John Pratt (Canadian politician)

Summary


John William Pratt, KC (October 22, 1894[1]—November 29, 1973[2]) was a politician in Manitoba, Canada. He served in the Legislative Assembly of Manitoba from 1927 to 1936.[1]

Pratt was born at Hempton, Oxfordshire, England,[3] the son of John W. Pratt and Julia A. Dixon. He was educated at Merchant Taylors' School, London and Hitchin Grammar School, migrating to Canada in 1912. He attended the University of Manitoba, receiving a law degree, and subsequently worked as a barrister-at-law. Pratt enlisted in the R.F.C. in 1918. In 1920, he married Kathleen A. Barnes.[2]

He was the mayor of Birtle, Manitoba in 1926 and 1927, and was a director of the Birtle Agricultural Society. He helped to found the firm of Pratt, Lauman.[2] In 1944, Pratt was named King's Counsel.[3]

Pratt was first elected to the Manitoba legislature in the provincial election of 1927, as a member of the governing Progressive Party. He campaigned in the constituency of Birtle,[1] and defeated candidates from the Liberal and Conservative parties. Shortly after the election, he left the government benches to sit as an independent.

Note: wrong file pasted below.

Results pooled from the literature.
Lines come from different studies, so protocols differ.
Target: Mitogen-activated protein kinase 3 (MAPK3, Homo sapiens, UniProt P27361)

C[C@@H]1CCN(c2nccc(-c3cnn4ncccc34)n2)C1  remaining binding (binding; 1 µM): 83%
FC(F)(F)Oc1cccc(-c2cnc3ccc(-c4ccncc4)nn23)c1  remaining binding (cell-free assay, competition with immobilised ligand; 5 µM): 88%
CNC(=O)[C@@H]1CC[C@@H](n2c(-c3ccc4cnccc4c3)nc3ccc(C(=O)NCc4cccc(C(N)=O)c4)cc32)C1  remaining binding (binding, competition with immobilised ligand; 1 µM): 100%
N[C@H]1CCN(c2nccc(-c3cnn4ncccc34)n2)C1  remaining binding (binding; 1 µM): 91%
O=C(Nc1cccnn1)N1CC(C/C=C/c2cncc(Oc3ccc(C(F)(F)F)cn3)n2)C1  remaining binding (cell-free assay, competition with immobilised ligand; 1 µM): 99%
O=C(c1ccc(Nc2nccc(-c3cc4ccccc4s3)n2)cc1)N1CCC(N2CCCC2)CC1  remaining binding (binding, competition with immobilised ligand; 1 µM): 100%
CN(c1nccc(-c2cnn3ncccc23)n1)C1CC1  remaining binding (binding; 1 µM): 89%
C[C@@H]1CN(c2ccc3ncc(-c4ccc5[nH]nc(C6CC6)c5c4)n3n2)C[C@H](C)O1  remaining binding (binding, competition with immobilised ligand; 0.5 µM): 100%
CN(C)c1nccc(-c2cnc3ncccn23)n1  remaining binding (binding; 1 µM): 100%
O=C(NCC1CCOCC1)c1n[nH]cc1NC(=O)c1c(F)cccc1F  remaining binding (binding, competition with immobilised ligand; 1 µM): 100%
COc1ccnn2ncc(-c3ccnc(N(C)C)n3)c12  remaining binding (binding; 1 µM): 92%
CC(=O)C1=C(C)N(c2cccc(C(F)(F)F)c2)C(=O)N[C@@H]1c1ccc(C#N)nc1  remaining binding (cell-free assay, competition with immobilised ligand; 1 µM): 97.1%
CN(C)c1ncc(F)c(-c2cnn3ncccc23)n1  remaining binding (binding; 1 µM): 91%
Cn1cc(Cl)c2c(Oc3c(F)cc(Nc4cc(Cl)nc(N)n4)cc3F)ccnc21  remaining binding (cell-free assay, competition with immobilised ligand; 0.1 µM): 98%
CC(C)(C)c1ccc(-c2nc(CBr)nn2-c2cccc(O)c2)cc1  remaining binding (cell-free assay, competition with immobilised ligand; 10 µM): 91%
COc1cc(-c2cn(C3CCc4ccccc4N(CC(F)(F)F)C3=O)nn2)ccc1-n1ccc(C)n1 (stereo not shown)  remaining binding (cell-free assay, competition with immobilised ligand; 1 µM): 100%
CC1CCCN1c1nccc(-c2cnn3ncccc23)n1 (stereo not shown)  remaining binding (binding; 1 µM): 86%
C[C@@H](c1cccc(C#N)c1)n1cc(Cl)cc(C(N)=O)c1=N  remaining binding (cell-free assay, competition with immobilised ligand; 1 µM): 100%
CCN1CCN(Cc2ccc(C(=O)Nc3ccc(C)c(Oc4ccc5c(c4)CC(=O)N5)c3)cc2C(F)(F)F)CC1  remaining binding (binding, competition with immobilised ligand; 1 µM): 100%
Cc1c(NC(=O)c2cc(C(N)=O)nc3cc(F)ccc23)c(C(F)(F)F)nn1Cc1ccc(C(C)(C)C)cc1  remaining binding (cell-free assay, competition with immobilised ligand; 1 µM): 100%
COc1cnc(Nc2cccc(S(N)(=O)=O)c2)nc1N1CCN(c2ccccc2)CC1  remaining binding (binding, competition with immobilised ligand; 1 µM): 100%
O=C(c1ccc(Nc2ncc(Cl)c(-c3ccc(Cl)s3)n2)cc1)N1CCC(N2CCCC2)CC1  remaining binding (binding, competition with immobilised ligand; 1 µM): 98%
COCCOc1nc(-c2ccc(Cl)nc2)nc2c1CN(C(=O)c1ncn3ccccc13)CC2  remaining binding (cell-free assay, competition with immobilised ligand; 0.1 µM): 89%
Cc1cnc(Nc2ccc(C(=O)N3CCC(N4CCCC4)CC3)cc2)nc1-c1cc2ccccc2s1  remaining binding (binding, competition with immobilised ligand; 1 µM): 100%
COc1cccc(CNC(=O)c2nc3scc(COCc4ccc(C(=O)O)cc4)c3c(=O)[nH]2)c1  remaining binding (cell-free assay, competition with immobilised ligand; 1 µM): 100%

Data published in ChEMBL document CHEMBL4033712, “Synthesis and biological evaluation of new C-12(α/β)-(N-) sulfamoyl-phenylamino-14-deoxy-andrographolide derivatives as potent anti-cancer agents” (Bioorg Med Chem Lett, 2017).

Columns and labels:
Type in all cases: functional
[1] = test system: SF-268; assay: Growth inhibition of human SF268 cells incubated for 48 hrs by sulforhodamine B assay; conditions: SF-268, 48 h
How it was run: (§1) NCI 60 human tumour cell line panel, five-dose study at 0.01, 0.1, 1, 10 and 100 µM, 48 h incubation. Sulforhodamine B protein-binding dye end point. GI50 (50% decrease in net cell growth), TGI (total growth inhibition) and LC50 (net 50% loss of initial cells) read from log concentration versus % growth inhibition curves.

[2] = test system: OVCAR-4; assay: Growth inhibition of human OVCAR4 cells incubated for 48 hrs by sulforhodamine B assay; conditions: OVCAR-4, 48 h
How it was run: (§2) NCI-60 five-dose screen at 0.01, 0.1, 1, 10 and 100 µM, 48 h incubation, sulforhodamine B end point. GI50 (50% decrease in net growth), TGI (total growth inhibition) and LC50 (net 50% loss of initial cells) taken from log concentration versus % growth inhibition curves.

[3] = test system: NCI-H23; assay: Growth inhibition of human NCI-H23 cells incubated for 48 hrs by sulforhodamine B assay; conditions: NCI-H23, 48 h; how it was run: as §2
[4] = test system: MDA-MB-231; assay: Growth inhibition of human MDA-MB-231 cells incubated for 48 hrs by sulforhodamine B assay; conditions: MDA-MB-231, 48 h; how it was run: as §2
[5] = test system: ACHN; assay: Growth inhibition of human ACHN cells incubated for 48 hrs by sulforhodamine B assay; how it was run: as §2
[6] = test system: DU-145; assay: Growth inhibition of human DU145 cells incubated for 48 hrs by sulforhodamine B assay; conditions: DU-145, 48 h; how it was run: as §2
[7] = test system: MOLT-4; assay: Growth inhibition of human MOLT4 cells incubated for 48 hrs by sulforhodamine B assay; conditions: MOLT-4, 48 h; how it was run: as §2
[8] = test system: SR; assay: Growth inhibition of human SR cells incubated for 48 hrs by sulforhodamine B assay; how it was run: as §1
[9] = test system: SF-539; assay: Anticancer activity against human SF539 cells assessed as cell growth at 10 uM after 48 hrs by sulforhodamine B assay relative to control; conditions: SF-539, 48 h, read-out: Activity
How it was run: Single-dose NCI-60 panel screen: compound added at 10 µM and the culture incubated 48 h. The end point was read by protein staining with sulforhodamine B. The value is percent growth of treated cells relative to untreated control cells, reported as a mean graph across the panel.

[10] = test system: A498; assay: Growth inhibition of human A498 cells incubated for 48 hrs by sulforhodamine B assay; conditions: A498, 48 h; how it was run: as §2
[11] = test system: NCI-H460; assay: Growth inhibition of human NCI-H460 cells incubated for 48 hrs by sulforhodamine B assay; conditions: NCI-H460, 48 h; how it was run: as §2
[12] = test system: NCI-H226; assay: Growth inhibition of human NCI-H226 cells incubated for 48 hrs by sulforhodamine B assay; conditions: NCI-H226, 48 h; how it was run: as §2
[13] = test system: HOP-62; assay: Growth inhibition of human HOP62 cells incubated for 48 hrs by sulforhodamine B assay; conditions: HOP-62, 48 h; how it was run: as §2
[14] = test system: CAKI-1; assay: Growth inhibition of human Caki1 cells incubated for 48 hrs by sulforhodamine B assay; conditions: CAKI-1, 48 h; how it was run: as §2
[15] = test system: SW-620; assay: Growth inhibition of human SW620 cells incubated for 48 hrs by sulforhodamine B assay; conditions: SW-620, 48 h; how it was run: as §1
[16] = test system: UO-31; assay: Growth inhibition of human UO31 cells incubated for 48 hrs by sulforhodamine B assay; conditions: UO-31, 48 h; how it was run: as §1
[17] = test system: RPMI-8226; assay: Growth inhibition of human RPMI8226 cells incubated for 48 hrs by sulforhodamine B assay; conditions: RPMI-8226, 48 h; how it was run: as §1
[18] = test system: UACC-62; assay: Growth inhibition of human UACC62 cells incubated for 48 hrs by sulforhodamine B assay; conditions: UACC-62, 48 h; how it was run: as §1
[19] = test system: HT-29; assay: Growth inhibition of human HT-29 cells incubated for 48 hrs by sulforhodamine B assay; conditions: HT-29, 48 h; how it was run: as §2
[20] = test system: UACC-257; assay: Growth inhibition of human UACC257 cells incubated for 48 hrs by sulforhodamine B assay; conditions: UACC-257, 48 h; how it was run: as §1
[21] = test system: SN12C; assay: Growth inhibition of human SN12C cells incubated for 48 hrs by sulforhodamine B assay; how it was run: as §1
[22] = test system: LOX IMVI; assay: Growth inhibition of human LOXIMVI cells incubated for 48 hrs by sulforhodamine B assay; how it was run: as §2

He was re-elected as an Independent Progressive in the 1932 provincial election,[1] defeating Conservative W.C. Wroth by 639 votes. The government did not run a candidate against him. Pratt did not seek re-election in 1936.[3]

He died in Birtle at the age of 79.[2]

References

  1. ^ a b c d "MLA Biographies - Deceased". Legislative Assembly of Manitoba. Archived from the original on 2014-03-30.
  2. ^ a b c d "John William Pratt (1894-1973)". Memorable Manitobans. Manitoba Historical Society. Retrieved 2013-02-17.
  3. ^ a b c "Nine New K.C.'s Appointed In Manitoba". Winnipeg Evening Tribune. January 1, 1944. p. 13. Retrieved 2013-02-17.